0 thoughts on “A vivid dissection of middle-class life

  1. Juxtabook says:

    Another lovely review – Elizabeth Taylor is on my 'to get' list. I have heard such good things about her this year. Very striking cover you've got there too.

  2. Annabel Gaskell says:

    Thank you Juxtabook. I'm told that 'A game of hide and seek' is her finest and I'm going to seek that one out next.

  3. Helen says:

    I'm glad you enjoyed it – I thought you would (not just because of the toy boy!). You will discover that Virago are reprinting A Game of Hide and Seek (oh yes, her finest…) and it is, annoyingly, not due for publication until late in September. As I wanted to include it on an A level courswork module, I am very irritated.But the new cover looks beautiful!HAve just finished the Carnegie shortlist – some absolute corkers! You should add Bog Child (Siobhan Dowd) and The Knife of Never Letting go (Patrick Ness – and its sequel The Ask and the Answer – bks 1 & 2 in trilogy) to your list!!!

  4. Annabel Gaskell says:

    Thanks Helen! A game of hide and seek was one of the Virago anniversary series – and I've managed to get my hands on one of them (it has a lovely cover design by Celia Birtwell). Can't wait to read it.On the Carnegie shortlist – I'd heard that the Patrick Ness was brill, and will look out the other too. Thank you.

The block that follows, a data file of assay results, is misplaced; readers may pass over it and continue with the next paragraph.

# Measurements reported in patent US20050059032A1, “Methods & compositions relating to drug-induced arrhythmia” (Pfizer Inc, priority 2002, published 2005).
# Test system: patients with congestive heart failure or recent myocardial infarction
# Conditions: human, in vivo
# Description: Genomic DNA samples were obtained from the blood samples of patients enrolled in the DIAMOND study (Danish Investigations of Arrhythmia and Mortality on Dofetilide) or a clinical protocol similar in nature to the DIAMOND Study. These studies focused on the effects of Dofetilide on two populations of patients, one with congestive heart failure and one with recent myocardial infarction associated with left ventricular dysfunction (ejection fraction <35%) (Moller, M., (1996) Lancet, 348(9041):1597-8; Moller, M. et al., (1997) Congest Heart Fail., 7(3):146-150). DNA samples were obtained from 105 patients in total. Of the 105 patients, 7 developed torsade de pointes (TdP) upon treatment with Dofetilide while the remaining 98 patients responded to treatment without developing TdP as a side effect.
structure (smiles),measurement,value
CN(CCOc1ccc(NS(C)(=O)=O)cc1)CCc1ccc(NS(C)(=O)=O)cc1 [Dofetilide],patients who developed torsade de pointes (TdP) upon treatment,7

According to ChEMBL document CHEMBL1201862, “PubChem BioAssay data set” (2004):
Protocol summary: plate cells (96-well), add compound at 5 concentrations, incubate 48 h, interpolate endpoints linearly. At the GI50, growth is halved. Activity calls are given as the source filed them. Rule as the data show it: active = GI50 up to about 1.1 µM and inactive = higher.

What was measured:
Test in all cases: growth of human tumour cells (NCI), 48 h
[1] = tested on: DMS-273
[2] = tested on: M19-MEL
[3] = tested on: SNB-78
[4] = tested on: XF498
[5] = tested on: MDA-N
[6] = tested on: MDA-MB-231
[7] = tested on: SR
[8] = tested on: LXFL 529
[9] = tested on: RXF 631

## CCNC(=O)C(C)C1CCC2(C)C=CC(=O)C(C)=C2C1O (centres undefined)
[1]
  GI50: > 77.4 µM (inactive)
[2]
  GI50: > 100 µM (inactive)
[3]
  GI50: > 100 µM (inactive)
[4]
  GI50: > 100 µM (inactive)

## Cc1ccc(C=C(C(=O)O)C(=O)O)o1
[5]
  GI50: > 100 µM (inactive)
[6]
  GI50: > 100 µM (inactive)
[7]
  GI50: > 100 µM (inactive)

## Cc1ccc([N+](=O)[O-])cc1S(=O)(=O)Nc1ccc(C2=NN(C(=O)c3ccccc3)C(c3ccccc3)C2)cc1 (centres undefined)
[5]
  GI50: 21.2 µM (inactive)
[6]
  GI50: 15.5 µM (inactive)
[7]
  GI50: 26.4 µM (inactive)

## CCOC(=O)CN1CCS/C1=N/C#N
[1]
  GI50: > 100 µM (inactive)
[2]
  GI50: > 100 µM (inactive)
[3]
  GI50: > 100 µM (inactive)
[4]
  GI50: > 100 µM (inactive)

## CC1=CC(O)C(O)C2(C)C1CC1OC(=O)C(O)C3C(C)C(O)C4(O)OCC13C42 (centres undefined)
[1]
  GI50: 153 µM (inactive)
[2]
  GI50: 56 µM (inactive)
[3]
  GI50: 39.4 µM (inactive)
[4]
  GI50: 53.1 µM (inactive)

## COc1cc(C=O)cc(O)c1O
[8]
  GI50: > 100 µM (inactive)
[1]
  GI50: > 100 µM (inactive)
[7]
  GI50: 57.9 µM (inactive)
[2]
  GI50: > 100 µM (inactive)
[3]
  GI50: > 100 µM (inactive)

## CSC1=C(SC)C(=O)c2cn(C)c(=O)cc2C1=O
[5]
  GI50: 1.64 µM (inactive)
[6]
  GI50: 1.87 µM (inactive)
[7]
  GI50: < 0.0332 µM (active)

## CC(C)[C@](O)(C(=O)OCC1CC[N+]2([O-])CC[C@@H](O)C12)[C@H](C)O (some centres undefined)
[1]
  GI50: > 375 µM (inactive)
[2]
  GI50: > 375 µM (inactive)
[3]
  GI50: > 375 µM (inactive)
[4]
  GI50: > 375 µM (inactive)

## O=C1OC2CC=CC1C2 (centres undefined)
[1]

5. Mark Thornton says:

    By a totally unscientific study, I'd say the Knife of Never Letting Go is going to be the winner this year (and is the only one I haven't read). I have to say though that I'm really enjoying 'Cosmic' by Frank Cottrell Boyce, very blokey humour and I'm finding it very funny…

  6. Anonymous says:

    I agree with Mark – I liked 'Cosmic' too – didn't expect to, but it was very sweet – laughoutloud funny at times but also moving, especially it's celebration of fatherly love.One thing that may stop Knife from winning is that it's bk 1 in a trilogy and Donna said the judges don't like giving the prize to those!

  7. Helen says:

    That was me leaving anonymous comment above – forgot to put in my name!Glad you got hold of Hide and Seek – that is a lovely edition (I've got a Barbara Pym with the anniversary cover)

  8. Annabel Gaskell says:

    We've got diverted onto Carnegie shadowing – something I think I will have to do for myself next year to fully join in! All those titles you've mentioned sound unmissable.

  9. Minnie says:

    Came straight here from your Normblog profile, Annabel – and very glad I did.Loved this review of a favourite book, which reminded me of just what I've been missing for the past few decades since first reading it. Now gearing up for the biography followed by some re-reading, I hope.PS Please could you ask your estimable friend, Steerforth, to enable OpenID on his blog? Often go there, longing to express appreciation; but us WordPress plebs are blocked from commenting!